The present invention provides a uniform water saturation for all portions of the soil column. Due to the fact that the column of soil is supported on the perforated plate, overwatering cannot result because any excess water will drain from the soil and be collected within the base container. In addition, the upper end of the column of the soil is separately watered so that this portion, which will dry out more rapidly, can be adequately saturated at all times.

In addition, the planter enables the root structure to be aerated due to the fact that air will be present within the central tube when the water has drained therefrom. In addition, the outer shell of the planter is provided with a series of hair-line cracks which not only serve as crevices for the roots to cling to, but also increase the aeration of the soil within the planter.

FIG. 3 is a top plan view taken along line 3--3 of FIGURE 1.

The drawings illustrate a planter comprising a base container 1 which is provided with a series of inwardly extending ledges 2 which support a generally perforated plate 3. The plate 3 is provided with a series of perforations 4 which are generally in the neighborhood of A to inch in diameter with /8 inch being preferred. Normally, the holes are spaced so that there are from 3 to 6 holes per inch with 4 holes per inch being most desirable.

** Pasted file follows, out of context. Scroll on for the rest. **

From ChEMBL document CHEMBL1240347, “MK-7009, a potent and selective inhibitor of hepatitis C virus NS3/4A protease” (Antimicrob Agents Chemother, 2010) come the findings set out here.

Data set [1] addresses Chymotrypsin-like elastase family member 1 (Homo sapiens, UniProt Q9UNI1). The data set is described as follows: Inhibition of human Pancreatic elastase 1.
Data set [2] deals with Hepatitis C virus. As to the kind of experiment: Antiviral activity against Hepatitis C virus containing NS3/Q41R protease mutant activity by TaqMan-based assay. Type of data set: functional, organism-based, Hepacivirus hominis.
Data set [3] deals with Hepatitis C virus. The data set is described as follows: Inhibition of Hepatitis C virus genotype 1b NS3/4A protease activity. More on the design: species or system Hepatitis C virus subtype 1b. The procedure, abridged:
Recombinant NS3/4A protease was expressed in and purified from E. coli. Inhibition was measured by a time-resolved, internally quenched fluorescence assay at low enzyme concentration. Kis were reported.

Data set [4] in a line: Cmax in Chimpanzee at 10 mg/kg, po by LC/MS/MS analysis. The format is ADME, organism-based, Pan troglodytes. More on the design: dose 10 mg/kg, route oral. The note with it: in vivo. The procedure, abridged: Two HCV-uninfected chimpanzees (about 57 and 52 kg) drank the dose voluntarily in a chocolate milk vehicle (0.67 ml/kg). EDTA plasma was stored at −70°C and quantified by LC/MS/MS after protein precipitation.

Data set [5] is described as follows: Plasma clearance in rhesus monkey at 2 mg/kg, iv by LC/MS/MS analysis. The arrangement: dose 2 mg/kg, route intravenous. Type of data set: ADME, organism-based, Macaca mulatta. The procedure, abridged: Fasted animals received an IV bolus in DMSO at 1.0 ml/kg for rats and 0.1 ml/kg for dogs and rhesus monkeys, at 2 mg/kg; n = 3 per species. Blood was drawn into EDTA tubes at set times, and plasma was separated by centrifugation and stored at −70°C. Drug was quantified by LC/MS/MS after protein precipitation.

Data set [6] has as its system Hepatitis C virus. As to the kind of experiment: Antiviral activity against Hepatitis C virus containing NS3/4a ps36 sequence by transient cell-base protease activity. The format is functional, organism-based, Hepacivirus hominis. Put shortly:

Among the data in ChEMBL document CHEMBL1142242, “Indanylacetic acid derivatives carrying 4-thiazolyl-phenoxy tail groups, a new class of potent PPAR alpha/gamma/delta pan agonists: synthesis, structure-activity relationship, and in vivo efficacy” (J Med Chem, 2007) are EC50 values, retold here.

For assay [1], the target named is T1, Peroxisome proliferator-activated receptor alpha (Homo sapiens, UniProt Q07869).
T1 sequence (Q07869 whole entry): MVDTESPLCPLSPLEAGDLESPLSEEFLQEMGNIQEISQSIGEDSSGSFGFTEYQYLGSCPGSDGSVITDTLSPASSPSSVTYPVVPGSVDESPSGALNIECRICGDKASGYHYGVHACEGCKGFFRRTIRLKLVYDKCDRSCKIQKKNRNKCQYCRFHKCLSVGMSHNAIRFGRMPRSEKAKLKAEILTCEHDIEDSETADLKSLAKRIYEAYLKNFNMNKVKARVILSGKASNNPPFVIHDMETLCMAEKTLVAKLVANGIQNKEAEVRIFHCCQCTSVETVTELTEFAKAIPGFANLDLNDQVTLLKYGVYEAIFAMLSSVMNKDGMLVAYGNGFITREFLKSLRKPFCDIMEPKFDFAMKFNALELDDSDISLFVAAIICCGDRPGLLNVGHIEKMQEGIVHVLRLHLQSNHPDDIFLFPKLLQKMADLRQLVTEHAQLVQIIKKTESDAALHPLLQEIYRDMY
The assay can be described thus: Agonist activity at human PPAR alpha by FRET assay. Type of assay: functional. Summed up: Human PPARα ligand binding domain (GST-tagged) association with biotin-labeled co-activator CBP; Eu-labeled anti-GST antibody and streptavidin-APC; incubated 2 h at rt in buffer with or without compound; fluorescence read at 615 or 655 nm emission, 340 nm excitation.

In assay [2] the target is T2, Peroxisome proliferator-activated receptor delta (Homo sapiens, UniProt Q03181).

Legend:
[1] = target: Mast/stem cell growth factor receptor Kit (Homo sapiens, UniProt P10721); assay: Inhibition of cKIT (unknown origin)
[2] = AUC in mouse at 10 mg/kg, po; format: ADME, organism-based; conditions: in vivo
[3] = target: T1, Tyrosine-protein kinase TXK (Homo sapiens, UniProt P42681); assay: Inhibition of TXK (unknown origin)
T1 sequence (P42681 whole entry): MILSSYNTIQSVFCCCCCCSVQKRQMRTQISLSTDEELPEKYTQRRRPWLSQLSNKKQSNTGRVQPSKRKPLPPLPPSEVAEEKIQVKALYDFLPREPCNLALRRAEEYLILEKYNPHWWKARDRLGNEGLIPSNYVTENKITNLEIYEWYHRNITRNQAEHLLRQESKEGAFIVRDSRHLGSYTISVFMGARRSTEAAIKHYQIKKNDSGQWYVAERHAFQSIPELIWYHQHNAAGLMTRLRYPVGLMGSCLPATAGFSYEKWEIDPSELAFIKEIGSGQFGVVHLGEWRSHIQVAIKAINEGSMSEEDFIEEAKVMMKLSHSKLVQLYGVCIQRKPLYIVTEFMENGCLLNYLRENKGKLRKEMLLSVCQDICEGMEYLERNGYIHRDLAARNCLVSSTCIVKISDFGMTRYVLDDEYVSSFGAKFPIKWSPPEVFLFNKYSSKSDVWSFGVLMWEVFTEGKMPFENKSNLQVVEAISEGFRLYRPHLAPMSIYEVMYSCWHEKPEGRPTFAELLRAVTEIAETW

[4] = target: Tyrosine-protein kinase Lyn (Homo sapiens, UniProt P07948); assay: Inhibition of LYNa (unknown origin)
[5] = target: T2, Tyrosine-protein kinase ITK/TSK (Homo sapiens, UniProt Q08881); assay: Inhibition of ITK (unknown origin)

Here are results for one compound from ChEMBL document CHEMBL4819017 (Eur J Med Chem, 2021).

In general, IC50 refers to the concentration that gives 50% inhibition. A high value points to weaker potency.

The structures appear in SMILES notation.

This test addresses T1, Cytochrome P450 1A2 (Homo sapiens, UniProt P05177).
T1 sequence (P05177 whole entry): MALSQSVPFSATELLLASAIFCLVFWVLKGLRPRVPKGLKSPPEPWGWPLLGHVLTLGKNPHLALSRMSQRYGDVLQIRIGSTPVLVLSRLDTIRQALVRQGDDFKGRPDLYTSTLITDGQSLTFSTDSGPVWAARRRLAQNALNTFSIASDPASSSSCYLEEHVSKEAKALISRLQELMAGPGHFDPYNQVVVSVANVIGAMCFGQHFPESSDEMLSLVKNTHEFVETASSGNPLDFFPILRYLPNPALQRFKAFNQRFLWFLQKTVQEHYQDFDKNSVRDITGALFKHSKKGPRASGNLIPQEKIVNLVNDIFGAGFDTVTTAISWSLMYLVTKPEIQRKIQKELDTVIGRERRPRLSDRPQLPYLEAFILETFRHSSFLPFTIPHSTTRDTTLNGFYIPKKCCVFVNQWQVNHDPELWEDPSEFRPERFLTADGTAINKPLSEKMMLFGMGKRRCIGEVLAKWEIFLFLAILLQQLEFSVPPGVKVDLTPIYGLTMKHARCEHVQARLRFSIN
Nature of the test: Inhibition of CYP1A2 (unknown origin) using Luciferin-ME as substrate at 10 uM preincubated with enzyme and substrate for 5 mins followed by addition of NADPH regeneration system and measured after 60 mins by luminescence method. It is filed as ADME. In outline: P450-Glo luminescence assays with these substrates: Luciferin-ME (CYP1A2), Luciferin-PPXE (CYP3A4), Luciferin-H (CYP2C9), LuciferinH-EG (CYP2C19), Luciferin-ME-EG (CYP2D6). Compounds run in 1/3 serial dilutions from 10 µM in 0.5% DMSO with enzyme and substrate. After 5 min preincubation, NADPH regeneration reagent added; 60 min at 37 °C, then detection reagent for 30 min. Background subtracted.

The plate 3 is provided with a central annular upstanding flange 5 and a tube 6 is mounted around the flange and extends upwardly from the plate. An outer casing or shell 7 is also supported on the plate 3 and is spaced radially from the tube 6. A growing medium for the plants, such as soil or a mixture of peat and soil 8, is disposed within the space between the tube and the outer shell 7. As best shown in FIGS. 1 and 3, the shell 7 is provided with a plurality of pockets or openings 9 into which the plants are inserted.

The outer shell 7 may be formed of any suitable material, such as plastic, glass, metal or the like. The contour or shape of the shell can be varied as desired, and as shown in the drawings, the shell has a rough textured outer surface resembling driftwood or the like. However, it is contemplated that the outer surface of the shell may take any desired form and may be either rough or smooth in contour.

The material 8 may be either loose soil or a preformed molded column of a mixture of soil and peat, which consists primarily of peat with a small amount of soil and a binder.

To provide increased aeration for the soil 8 and to provide crevices for the root to cling to, a series of hair-line cracks 10 are formed in the shell. The cracks may take any desired form and generally extend through the shell wall.